This week is a sort of mini double feature. As is often the way of working in Special Collections, looking at one item reminds you of one (or six!) more. So, while scanning Dr. S. J. Sears’ Domestic Receipt Book, I was reminded of the trade card for Dr. Thomas’ Eclectric [No, that’s not a typo, I promise] Oil. Suddenly I had patent medicines on the brain [I blame the book I’m reading on the history of bitters]! There is plenty of history on patent medicines out there, so if you’re interested, I encourage you to go looking. But in the meantime…
Dr. S. J. Sears’ Domestic Receipt Book, produced in 1868, combines baking recipes, advertisement for Dr. Sears’ cough syrup, and testimonials into a neat, if someone puzzling, package. On a single page, there are pudding recipes, directions for making horse liniment, and treatment for infections in the finger. The focus of the little pamphlet, however, are the testimonials. Written by the general public, physicians, and even a minister (and admitted long-term friend) of Sears. Of course, no one could have a bad word to say about the cough syrup, though in the modern age, one can’t help but wonder about the contents of a bottle. Samuel J. Sears (1815-1894) was a real physician in New York, though, which is more than can be said for some producers of medicines, legitimate or not. Dr. Sears’ syrup, at least, has specific claims and intentions–it is meant for coughs, colds, and a series of other lung-related complaints.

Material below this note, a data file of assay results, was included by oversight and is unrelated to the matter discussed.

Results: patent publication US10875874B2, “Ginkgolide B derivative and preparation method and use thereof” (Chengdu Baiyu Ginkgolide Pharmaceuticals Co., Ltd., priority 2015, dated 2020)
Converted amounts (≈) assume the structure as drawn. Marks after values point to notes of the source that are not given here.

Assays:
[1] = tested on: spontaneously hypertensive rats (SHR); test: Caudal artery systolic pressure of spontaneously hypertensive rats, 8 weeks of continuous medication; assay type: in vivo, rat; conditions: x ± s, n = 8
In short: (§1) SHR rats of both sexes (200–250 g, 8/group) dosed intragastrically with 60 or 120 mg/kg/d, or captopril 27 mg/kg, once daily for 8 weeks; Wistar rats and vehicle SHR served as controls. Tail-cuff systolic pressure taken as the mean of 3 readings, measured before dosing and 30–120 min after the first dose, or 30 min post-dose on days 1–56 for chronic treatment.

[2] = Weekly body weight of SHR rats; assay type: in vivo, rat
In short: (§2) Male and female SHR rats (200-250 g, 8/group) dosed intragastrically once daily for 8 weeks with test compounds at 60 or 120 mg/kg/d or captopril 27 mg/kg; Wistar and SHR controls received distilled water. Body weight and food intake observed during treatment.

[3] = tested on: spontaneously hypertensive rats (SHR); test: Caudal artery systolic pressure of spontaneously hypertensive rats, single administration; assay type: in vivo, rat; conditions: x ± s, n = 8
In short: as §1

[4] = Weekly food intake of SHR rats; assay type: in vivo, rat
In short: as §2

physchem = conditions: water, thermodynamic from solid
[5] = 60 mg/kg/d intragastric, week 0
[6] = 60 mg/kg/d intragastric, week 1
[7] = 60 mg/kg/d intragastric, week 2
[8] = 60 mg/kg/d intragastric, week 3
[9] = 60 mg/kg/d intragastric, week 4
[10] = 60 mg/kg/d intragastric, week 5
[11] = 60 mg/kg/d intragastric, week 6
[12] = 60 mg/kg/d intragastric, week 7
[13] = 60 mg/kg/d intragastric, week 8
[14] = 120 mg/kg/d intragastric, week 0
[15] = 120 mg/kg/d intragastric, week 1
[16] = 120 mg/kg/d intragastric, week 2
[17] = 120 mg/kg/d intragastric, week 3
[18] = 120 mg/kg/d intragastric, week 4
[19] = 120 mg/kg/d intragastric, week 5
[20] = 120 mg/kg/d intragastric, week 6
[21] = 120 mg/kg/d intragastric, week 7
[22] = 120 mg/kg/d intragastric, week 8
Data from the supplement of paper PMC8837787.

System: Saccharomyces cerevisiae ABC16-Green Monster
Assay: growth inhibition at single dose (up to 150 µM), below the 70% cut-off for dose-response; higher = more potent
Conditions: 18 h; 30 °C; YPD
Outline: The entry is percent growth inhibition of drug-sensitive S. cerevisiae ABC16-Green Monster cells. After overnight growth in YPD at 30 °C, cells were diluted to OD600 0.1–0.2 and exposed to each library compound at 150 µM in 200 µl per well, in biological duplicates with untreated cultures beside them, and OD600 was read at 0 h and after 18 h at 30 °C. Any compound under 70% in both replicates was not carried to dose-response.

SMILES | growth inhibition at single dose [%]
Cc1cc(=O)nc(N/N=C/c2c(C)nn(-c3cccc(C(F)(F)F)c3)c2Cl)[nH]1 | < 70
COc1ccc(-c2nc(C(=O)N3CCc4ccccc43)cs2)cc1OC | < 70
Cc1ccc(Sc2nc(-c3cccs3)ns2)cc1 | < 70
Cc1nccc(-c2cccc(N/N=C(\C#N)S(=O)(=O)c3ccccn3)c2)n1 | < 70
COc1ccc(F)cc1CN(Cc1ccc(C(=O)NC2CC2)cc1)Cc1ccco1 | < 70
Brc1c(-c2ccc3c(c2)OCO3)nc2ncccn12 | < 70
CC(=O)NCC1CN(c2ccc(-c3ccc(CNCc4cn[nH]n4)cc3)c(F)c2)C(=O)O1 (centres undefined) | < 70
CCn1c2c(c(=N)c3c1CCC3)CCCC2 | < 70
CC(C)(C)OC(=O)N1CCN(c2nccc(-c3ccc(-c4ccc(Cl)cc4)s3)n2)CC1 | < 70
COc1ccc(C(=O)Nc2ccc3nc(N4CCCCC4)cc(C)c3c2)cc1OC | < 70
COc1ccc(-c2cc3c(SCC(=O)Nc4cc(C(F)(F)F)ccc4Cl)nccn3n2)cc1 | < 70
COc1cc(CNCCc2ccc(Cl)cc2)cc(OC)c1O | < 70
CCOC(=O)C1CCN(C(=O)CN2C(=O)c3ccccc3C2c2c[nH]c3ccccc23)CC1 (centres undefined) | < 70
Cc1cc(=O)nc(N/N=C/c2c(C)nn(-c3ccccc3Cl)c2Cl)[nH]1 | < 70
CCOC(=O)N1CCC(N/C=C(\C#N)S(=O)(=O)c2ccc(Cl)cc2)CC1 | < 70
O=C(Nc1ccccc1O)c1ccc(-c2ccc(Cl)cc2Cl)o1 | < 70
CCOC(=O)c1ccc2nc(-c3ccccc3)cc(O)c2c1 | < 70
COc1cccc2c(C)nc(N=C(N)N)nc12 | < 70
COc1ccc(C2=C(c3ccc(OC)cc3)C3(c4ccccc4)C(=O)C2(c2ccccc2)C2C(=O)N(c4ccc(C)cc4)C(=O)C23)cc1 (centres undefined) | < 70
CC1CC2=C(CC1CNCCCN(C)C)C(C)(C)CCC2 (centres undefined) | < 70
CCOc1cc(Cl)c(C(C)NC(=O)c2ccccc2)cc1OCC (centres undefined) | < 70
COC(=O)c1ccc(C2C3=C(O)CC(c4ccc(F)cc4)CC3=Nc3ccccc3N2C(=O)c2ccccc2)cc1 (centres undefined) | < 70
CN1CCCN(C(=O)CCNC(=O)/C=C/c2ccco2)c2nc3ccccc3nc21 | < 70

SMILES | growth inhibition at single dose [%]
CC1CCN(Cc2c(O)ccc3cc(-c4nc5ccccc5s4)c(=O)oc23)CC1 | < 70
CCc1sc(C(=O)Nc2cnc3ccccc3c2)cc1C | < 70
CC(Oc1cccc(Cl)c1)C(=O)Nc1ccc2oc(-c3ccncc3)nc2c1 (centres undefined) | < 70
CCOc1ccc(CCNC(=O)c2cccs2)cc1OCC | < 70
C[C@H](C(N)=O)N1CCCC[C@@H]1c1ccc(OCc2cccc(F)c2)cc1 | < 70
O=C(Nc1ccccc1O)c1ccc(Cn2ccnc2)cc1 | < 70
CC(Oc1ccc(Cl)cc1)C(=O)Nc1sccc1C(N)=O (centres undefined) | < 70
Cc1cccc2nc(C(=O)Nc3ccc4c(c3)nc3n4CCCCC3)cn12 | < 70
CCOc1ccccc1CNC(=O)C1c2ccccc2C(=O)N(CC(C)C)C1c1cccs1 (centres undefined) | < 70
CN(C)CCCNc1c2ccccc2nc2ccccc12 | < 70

When it comes to Dr. Thomas, the claims are not so humble. Eclectric oil apparently cures it all!
Although the actual date of the trade card is unknown, Dr. Thomas’ oil was marketed from the mid 19th century well into the 20th century in the US and Canada. While it seems unlikely a blend of botanicals (and probably more than a little alcohol) would cure deafness in only two days, it seemed to do something for someone!
In addition to more patent medicine materials, there is also a great deal of information in our collections relating to home remedies. In fact, few 19th century cookbooks with complete without at least a page or two for dealing common injuries and recipes for useful household products. There are a whole range of books devoted in full or partially to the correct foods to feed the sick or invalid, too, but that might just be a blog post for another day…Until then, here’s hoping you don’t require a remedy of any kind.